Home Cruise Safely Are the In-Room Safes on Cruises Actually Secure?

This question has so many possible variables it is difficult to give a concrete answer. The hospitality industry, including cruise ships, have placed a greater reliance on in room safes over the last decade. Many travelers will not even consider a hotel room that does not have one. Online review sites and travel forums all have horror stories of valuables becoming missing from in room safes. Most of the time the location is in poorer countries and the safes are older versions. You see very few reports of safes being robbed on cruise ships.

There are a few different variations of hotel room/ cruise ship staterooms safes that are found today. A common factor is that the safes need to be controllable by the guest when the safe is open. In other words, with the safe door open the guest must be able to code the safe to open with the password they input or another method under their control. The major weak point on in-room safes is the need to reset them. Guest might lock the safe closed when they leave or forget the pass code they entered.

Safety Tip: Code-To-Close technology

The most common stateroom safes today uses Code-To-Close technology. Older safes could be locked by just closing it manually or hitting a lock button. Today the Code-To-Close technology requires the user to enter a code to both close to open the safe. These safes use either a magnetic strip reader or a keypad, some safes have both options. When using a safe with a magnetic strip reader, the guest places his valuables inside, closes the door, and swipes a credit card through the card reader. The light will flash, the machine will beep and the safe will secure. To open the safe you use the same card to open the safe by running it through the reader to open the safe. While some guests use their ship cards, it is not advised, as the card has your stateroom number on it and if you lose it, who ever finds it can enter your room and open the safe. Generally a card with a magnetic strip will work, so try to use the safe with a magnetic strip card with no value.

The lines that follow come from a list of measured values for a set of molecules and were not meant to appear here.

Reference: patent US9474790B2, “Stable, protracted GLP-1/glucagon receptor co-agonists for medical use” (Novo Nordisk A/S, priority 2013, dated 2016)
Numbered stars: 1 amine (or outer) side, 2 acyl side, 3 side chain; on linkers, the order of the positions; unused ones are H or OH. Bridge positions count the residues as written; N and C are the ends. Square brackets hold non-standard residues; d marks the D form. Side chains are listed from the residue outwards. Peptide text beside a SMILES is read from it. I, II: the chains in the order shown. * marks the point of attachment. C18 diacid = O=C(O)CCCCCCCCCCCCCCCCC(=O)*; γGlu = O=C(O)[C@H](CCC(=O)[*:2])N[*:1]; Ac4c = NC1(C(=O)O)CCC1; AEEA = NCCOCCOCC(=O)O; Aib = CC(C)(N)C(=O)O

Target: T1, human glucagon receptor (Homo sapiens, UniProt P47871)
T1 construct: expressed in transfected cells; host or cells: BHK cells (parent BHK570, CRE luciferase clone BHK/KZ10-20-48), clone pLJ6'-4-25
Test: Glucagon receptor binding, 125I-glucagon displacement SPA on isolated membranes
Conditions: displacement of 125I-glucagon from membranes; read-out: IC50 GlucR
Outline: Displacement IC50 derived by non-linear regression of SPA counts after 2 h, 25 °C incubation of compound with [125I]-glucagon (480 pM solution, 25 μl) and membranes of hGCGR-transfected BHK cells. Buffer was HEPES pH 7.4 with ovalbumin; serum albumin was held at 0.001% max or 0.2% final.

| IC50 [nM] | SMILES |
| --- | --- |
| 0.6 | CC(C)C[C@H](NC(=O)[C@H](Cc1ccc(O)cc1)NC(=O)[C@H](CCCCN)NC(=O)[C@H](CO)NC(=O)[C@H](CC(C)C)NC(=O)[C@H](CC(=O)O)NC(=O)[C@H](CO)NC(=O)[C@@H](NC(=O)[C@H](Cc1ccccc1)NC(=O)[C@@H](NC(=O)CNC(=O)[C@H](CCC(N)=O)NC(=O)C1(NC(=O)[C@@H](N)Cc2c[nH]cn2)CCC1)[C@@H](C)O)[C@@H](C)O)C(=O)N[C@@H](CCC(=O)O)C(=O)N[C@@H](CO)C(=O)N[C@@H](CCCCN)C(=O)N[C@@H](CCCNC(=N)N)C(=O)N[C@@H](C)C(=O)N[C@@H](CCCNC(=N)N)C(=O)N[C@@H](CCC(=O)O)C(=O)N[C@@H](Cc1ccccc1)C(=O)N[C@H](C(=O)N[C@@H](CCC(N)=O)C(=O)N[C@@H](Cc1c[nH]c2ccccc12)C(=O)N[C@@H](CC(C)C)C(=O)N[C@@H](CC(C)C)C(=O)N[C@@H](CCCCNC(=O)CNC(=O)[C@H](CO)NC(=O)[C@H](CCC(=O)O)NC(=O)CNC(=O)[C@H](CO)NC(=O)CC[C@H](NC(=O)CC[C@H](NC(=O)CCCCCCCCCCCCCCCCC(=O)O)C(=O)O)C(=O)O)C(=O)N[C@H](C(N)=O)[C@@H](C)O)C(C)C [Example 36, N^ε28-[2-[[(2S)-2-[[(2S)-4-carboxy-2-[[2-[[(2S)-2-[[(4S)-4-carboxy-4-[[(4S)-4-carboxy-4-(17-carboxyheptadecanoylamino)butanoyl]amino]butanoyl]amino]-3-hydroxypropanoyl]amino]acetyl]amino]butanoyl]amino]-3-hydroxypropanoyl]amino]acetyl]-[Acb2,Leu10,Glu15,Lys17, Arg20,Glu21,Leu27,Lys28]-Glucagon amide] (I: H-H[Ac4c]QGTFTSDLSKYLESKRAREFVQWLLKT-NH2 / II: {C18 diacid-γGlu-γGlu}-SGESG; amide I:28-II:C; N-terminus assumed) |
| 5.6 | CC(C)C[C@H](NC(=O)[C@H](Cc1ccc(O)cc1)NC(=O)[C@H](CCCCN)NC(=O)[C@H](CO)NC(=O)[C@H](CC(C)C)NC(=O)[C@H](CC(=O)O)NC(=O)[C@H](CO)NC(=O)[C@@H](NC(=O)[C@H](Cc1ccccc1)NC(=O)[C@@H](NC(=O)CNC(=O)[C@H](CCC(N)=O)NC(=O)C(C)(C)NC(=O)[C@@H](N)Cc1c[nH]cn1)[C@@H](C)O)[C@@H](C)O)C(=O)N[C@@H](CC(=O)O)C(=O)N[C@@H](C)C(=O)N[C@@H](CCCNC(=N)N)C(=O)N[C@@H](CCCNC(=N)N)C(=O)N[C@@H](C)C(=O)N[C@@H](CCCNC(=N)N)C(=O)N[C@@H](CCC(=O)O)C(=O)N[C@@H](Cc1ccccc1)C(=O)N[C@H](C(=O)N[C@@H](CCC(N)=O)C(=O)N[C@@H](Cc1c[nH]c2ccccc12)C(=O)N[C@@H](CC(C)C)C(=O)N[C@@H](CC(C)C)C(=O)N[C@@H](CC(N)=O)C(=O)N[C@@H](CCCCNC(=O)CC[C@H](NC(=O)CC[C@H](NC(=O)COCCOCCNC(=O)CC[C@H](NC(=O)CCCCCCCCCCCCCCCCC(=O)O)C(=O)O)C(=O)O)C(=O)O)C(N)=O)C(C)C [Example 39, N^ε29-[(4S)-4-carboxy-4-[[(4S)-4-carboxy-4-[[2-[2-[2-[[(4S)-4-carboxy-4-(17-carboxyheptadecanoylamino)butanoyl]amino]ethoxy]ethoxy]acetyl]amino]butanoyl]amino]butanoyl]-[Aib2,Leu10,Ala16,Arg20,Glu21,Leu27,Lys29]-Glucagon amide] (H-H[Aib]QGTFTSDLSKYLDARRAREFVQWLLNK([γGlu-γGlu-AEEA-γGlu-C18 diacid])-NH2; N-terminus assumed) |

Keypad models work in the same manner, except to close the safe you enter a pass code of your choosing. On most safes of this style, when you lock the safe by entering your code the numbers will flash on a small display. It is best to verify the numbers as it locks in case you double keyed a number or hit the wrong one.

The override feature is where the most concern is. There is little to stop a dishonest person to use an override to open a safe. On older safes, the over ride was simply another pass code. The safe would have two, the one that the guest provided and another one set by the hotel. Some safes used a key as an override. It could be used in a hidden key slot on the door or a long handle key that fit through the top of the safe. Many of the latest safes use a Non-Resident master code contained in a portable programmer. These programmers are small hand held devices designed to open the safe. They require the user to log in and a record is maintained of each safe opened.

When you search the internet you will find very few reports in this topic, some are a little more difficult to believe. One report had $100 stolen from his safe and where he originally had only $20s and $50s, when he open the safe he had some $1s and $5s.

Here are a few things to consider:

  • While stateroom attendants are the ones most often accused of missing items from a stateroom, in the majority of the cases it was not. The crew members might not earn much by US minimum wage standards but what they earn is substantial in their home countries. So while some quick cash from a stolen cell phone might seem motivating, there is no job protection. If there is even a suspicion that the attendant did commit a crime, they are put off at the next port. The risk of punishment is too great.
  • Stateroom attendants do not have access to the master code or programmers to open a safe. This responsibility rest with the housekeeping supervisor or the purser staff.
  • Each entry into your room is recorded on most cruise lines. Every time a card is used to open your door it is entered into the security log. On some cruise lines, the attendants are required to swipe in and out of a room each time they enter, even if the door is opened for them.
  • If you wish additional piece of mind for your in stateroom safe, there are a number of devices on the market that will help you block the override functions.
  • If in doubt, store your valuables at the pursers’ office. For high dollar items you might want to consider using the ships safe. Safety deposit boxes within the ships safe are generally still available.